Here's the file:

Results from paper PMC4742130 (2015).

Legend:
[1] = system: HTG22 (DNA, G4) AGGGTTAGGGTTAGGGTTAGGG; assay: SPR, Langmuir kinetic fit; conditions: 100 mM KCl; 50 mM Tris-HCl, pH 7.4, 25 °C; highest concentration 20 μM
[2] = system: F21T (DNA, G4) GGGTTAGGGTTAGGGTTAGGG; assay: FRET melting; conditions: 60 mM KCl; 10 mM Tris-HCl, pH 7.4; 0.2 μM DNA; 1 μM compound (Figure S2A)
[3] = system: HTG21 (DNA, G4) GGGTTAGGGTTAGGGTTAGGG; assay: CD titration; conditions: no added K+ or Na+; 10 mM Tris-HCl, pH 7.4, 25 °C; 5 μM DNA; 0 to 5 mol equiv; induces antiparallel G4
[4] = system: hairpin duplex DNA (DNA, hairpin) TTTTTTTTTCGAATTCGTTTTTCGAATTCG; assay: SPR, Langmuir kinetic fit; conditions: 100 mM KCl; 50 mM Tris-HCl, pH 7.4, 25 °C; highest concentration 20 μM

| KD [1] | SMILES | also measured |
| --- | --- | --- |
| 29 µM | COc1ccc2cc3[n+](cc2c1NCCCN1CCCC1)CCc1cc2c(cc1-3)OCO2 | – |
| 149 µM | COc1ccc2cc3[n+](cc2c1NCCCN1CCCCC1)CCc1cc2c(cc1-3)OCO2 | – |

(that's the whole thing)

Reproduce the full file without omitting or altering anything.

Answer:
Results from paper PMC4742130 (2015).

Legend:
[1] = system: HTG22 (DNA, G4) AGGGTTAGGGTTAGGGTTAGGG; assay: SPR, Langmuir kinetic fit; conditions: 100 mM KCl; 50 mM Tris-HCl, pH 7.4, 25 °C; highest concentration 20 μM
[2] = system: F21T (DNA, G4) GGGTTAGGGTTAGGGTTAGGG; assay: FRET melting; conditions: 60 mM KCl; 10 mM Tris-HCl, pH 7.4; 0.2 μM DNA; 1 μM compound (Figure S2A)
[3] = system: HTG21 (DNA, G4) GGGTTAGGGTTAGGGTTAGGG; assay: CD titration; conditions: no added K+ or Na+; 10 mM Tris-HCl, pH 7.4, 25 °C; 5 μM DNA; 0 to 5 mol equiv; induces antiparallel G4
[4] = system: hairpin duplex DNA (DNA, hairpin) TTTTTTTTTCGAATTCGTTTTTCGAATTCG; assay: SPR, Langmuir kinetic fit; conditions: 100 mM KCl; 50 mM Tris-HCl, pH 7.4, 25 °C; highest concentration 20 μM

| KD [1] | SMILES | also measured |
| --- | --- | --- |
| 29 µM | COc1ccc2cc3[n+](cc2c1NCCCN1CCCC1)CCc1cc2c(cc1-3)OCO2 | – |
| 149 µM | COc1ccc2cc3[n+](cc2c1NCCCN1CCCCC1)CCc1cc2c(cc1-3)OCO2 | – |